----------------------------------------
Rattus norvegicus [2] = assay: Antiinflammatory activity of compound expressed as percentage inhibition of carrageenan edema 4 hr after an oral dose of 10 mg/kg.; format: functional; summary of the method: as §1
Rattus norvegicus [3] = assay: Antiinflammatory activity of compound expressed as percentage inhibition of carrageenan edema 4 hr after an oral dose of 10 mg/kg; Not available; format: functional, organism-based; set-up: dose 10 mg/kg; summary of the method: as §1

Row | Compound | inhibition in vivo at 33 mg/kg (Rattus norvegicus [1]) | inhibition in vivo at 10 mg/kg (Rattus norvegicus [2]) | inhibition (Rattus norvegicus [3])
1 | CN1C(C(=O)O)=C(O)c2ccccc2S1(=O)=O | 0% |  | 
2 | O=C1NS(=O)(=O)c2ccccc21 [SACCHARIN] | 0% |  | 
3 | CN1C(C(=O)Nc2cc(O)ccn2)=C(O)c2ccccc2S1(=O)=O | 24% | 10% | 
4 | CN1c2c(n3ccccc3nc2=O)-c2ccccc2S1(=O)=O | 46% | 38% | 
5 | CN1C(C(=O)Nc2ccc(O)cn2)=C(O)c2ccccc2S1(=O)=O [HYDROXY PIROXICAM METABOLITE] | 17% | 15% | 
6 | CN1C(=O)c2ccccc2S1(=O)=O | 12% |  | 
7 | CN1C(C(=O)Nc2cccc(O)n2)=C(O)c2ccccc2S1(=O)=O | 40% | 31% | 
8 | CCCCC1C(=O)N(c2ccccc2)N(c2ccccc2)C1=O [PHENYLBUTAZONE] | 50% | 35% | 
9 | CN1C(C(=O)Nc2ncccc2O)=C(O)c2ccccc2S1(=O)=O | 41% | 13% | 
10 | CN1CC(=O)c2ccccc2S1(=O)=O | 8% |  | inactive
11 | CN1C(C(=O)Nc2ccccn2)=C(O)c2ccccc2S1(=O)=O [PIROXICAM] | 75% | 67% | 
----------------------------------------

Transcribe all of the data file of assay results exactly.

Rattus norvegicus [2] = assay: Antiinflammatory activity of compound expressed as percentage inhibition of carrageenan edema 4 hr after an oral dose of 10 mg/kg.; format: functional; summary of the method: as §1
Rattus norvegicus [3] = assay: Antiinflammatory activity of compound expressed as percentage inhibition of carrageenan edema 4 hr after an oral dose of 10 mg/kg; Not available; format: functional, organism-based; set-up: dose 10 mg/kg; summary of the method: as §1

Row | Compound | inhibition in vivo at 33 mg/kg (Rattus norvegicus [1]) | inhibition in vivo at 10 mg/kg (Rattus norvegicus [2]) | inhibition (Rattus norvegicus [3])
1 | CN1C(C(=O)O)=C(O)c2ccccc2S1(=O)=O | 0% |  | 
2 | O=C1NS(=O)(=O)c2ccccc21 [SACCHARIN] | 0% |  | 
3 | CN1C(C(=O)Nc2cc(O)ccn2)=C(O)c2ccccc2S1(=O)=O | 24% | 10% | 
4 | CN1c2c(n3ccccc3nc2=O)-c2ccccc2S1(=O)=O | 46% | 38% | 
5 | CN1C(C(=O)Nc2ccc(O)cn2)=C(O)c2ccccc2S1(=O)=O [HYDROXY PIROXICAM METABOLITE] | 17% | 15% | 
6 | CN1C(=O)c2ccccc2S1(=O)=O | 12% |  | 
7 | CN1C(C(=O)Nc2cccc(O)n2)=C(O)c2ccccc2S1(=O)=O | 40% | 31% | 
8 | CCCCC1C(=O)N(c2ccccc2)N(c2ccccc2)C1=O [PHENYLBUTAZONE] | 50% | 35% | 
9 | CN1C(C(=O)Nc2ncccc2O)=C(O)c2ccccc2S1(=O)=O | 41% | 13% | 
10 | CN1CC(=O)c2ccccc2S1(=O)=O | 8% |  | inactive
11 | CN1C(C(=O)Nc2ccccn2)=C(O)c2ccccc2S1(=O)=O [PIROXICAM] | 75% | 67% | 